This show presents the collective work of Abhishek Bij, Mike Case, Ruchika Lall, Magda Loczi, Kris Mun, Alfons Poblocki, and Ashwin Tahiliani.
In the summer of 2015 a group of architects, artists, scholars and engineers traveled to the Himalayas to explore and learn about a remote part of the world being challenged by modernity. We were invited to join His Excellency Raja Jigmed W. Namgyal, a descendent of the Royal Tibetan Namgyal dynasty, at Stok Palace to discuss the problems of the loss of traditions in their culture and its impact. The exhibition presents photographs that bear witness to the beauty of their traditions while simultaneously observe the fading process of a tradition as the Tibetan centered way of life has continued to take a back seat to a modern way of life. It asks us to seriously reconsider a more sustainable and sensible way to progress into the future without sacrificing the knowledge of our ancient culture.
Support for this exhibition was provided by School of Architecture, the College of Design at University of Minnesota and the Goldstein Museum of Design.
Nestled in the Himalayan Mountains between Northwestern India, Pakistan and China, the ancient region of Ladakh was for many years largely isolated from the modern industrial world. Strategically located at a pivotal point connecting the East to the West, this remote region once visited only by Silk Road caravans, was opened to foreign tourists in 1974 and has since increased in tourism by a hundred-fold.
A walk down the Main Bazaar in this city that was once the capital of the Tibetan kingdom is where past meets future through the present. We find ourselves at a crossroads where ancient ways intersect with the rush of progress, where development intersects with tradition, locals cross paths with refugees, migrants with foreign tourists.
The spirit of Ladakh is felt in the vibrant colorful symbols of Tibetan Buddhism encouraging a sense of mindfulness and presence throughout. There is a harmony felt here between man and nature, whether in the quaint villages or in the majestic topography of the Himalayas, where fresh mountain air and the peaceful sounds of nature merge perfectly with rushing streams. The beating drums and horns of ceremonial processions or sacred benedictions in the monasteries blend seamlessly within the surrounding landscape.
The traditional spirit of Ladakh continues to change dramatically as increasing numbers of tourists and seasonal migrants bring forth a modern view of living. Influences of change intersecting traditionally held views impose a different set of values and offers a vision of a new possible world that modernity affords.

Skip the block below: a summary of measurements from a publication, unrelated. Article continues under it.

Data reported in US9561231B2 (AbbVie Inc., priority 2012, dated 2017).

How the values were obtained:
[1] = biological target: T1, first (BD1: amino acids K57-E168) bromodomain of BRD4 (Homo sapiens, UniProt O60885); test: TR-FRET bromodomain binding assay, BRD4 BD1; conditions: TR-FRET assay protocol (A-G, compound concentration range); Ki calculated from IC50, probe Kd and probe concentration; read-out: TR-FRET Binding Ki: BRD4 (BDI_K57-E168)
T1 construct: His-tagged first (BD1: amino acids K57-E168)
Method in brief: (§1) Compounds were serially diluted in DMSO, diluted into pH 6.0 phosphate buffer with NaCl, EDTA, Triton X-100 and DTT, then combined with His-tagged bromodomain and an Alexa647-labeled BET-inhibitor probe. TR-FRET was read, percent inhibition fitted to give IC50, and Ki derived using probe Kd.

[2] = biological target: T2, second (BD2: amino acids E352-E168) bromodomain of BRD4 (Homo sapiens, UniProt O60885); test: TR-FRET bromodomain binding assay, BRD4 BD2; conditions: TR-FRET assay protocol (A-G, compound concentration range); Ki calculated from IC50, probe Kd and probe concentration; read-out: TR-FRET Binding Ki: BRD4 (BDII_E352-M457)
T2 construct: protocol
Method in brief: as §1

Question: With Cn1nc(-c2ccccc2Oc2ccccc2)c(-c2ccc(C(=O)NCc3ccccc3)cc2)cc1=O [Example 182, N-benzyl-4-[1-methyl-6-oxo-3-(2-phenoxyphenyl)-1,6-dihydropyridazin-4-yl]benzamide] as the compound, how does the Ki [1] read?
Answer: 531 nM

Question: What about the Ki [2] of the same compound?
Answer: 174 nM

With this new demand, massive construction projects have displaced traditional buildings and techniques as food and water supplies have become ever more replaced by packaged goods. Daily life in downtown Leh hustles with market competition in the midst of diesel trucks & motorcycles spewing exhaust and filling the space with a noise that is as anxious as it is feverish. This is called progress.
The slower pace of a life lived in harmony with its environment, however harsh, presents a stark contrast with the rush of progress and industrialized development. For the first time in our human history, scientists are considering naming the next epoch the Anthropocene, drawing attention to the destructive impact that mankind has made on the planet. As globalization continues it is assumed that 75% of the world population will live in urban settings by 2050. More small remote regions in the world will continue to face pressures of modernity and the monoculture of globalization.
Ladakh provides a poignant lens to the rapid transition an ancient society undergoes when faced with modern influences of life. Separated in four categories, this exhibition locates the genius loci of Ladakh: NATURE: Land, Landscape, Landmarks; CULTURE: Rituals, Ceremonies, Festivals; ARCHITECTURE: Palaces, Monasteries, Home; and FUTURE: Construction, Markets, Reformation.
Each of these categories presents an element of the crossroads with which we are faced. We invite you to pause and take a moment to set your gaze on this remote and historically significant place.
Aaron Brand Design
Jill Van Sickle
Jennifer Chilstrom and Hannah Albert
52 Inspired People Project
Fourever West Ethan Arnold
Yuya Negishi and Aaron Brand
Nina Martine Robinson
Lois Eliason and Jen Chilstrom
Justine Di Fiore
Amy Rice Art
Tape Study Aaron Brand
Ethan Arnold Feed The Machine
Holiday Art Bazaar